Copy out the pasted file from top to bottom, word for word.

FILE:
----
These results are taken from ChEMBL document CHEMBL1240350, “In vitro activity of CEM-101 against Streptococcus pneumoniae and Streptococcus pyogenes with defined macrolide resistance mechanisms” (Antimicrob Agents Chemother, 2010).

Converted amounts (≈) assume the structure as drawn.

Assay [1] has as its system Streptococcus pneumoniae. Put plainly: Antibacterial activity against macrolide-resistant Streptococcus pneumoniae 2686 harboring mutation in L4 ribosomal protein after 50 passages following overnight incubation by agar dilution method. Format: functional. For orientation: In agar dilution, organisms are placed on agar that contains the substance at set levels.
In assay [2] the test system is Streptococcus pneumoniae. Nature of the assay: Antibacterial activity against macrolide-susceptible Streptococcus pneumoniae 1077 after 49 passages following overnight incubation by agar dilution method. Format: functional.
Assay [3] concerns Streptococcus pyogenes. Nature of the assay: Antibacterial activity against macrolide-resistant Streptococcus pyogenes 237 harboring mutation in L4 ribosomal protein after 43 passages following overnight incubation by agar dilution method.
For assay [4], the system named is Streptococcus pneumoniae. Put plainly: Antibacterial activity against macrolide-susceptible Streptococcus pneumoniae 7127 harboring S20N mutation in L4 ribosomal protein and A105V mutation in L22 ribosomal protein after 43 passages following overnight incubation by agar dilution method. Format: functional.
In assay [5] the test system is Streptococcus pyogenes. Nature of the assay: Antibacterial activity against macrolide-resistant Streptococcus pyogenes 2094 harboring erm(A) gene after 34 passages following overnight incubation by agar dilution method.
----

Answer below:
These results are taken from ChEMBL document CHEMBL1240350, “In vitro activity of CEM-101 against Streptococcus pneumoniae and Streptococcus pyogenes with defined macrolide resistance mechanisms” (Antimicrob Agents Chemother, 2010).

Converted amounts (≈) assume the structure as drawn.

Assay [1] has as its system Streptococcus pneumoniae. Put plainly: Antibacterial activity against macrolide-resistant Streptococcus pneumoniae 2686 harboring mutation in L4 ribosomal protein after 50 passages following overnight incubation by agar dilution method. Format: functional. For orientation: In agar dilution, organisms are placed on agar that contains the substance at set levels.
In assay [2] the test system is Streptococcus pneumoniae. Nature of the assay: Antibacterial activity against macrolide-susceptible Streptococcus pneumoniae 1077 after 49 passages following overnight incubation by agar dilution method. Format: functional.
Assay [3] concerns Streptococcus pyogenes. Nature of the assay: Antibacterial activity against macrolide-resistant Streptococcus pyogenes 237 harboring mutation in L4 ribosomal protein after 43 passages following overnight incubation by agar dilution method.
For assay [4], the system named is Streptococcus pneumoniae. Put plainly: Antibacterial activity against macrolide-susceptible Streptococcus pneumoniae 7127 harboring S20N mutation in L4 ribosomal protein and A105V mutation in L22 ribosomal protein after 43 passages following overnight incubation by agar dilution method. Format: functional.
In assay [5] the test system is Streptococcus pyogenes. Nature of the assay: Antibacterial activity against macrolide-resistant Streptococcus pyogenes 2094 harboring erm(A) gene after 34 passages following overnight incubation by agar dilution method.